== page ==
Many shades of wrong: what governments do when they manipulate statistics

Roberto Aragao, Lukas Linsi*

*Corresponding author for this work

    Research output: Contribution to journalArticleAcademicpeer-review

    5 Citations (Scopus)
    37 Downloads (Pure)

    Abstract

    A considerable number of recent analyses report statistical evidence indicating that governments manipulate official macroeconomic indicators. Employing creative strategies to identify systematic biases in statistical outputs, these studies have shown that political manipulation of economic statistics does occur. But they have paid less attention to the question how official statistics are being manipulated. To shed light on the processes behind data manipulation, this article examines three recent high-profile cases in depth: Greece’s public deficit figures, controversies about Argentina’s inflation statistics, and the Brazilian “fiscal pedaling” scandal. We make two main contributions: first, macroeconomic indicators are much more ambiguous than it is commonly realized. Therefore, the line between accurate and manipulated data is more blurry than typical narratives about manipulation acknowledge. Second, in recognition of this ambiguity we introduce a typology distinguishing four types of manipulation: outright manipulation (type 1), politically motivated guesstimating (type 2), the opportunistic use of methodology space (type 3), and indicators-management through indirect means (type 4). The findings from our cases highlight that the politics of statistics do not revolve around “right” and “wrong” numbers. They are better understood as contestations about different shades of wrong.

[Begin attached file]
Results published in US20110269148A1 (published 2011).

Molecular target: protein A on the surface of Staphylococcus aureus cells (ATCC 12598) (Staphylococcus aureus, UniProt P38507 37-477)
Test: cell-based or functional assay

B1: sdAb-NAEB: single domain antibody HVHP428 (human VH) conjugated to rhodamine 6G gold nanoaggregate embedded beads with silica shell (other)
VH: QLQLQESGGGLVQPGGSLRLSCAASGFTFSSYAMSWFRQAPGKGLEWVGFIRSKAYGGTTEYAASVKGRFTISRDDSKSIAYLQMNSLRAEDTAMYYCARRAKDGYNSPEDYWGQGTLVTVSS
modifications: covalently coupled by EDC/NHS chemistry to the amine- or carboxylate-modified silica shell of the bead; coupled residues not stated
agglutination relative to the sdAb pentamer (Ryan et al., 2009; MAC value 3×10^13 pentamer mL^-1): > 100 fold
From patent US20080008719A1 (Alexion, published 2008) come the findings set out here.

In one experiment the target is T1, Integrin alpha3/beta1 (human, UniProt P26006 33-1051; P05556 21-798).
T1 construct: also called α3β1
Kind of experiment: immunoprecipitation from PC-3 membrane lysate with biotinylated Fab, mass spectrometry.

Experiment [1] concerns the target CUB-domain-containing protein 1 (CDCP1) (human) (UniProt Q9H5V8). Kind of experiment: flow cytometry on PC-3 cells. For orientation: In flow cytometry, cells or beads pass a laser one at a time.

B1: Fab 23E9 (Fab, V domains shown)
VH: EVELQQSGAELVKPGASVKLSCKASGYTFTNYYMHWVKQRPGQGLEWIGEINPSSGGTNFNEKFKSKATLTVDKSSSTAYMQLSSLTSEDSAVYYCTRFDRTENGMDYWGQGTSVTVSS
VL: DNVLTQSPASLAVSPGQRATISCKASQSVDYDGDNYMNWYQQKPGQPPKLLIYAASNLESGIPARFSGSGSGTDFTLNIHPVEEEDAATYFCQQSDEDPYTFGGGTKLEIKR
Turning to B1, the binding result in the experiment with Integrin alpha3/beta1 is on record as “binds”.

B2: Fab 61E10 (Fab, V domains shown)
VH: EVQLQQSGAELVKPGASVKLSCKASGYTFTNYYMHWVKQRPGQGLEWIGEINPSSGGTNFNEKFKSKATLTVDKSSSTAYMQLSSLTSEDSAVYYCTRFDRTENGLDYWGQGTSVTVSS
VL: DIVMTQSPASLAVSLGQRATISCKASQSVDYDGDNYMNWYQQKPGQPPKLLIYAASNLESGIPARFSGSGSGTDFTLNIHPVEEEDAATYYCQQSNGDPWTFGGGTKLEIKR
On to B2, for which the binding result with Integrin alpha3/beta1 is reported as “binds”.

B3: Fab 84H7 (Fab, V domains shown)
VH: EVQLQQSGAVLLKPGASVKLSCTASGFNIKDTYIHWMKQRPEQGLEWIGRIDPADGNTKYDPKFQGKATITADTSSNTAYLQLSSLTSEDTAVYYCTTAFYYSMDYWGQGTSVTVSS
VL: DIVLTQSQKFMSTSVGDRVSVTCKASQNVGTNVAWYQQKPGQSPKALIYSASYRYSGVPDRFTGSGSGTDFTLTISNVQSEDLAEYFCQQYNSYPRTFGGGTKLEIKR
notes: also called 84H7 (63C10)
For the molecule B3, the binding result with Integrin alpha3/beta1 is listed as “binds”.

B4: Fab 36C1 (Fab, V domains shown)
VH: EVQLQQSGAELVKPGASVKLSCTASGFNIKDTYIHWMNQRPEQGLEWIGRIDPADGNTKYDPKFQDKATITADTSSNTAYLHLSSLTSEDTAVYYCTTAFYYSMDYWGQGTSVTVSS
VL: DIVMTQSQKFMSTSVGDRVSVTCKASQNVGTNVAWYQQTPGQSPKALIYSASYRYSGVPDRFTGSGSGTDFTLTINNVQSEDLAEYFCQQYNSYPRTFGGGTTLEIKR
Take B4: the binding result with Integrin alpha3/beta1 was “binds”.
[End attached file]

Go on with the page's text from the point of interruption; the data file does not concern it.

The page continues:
Original languageEnglish
    Pages (from-to)88-113
    Number of pages26
    JournalReview of International Political Economy
    Volume29
    Issue number1
    Early online date25-May-2020
    DOIs
    Publication statusPublished - 2022

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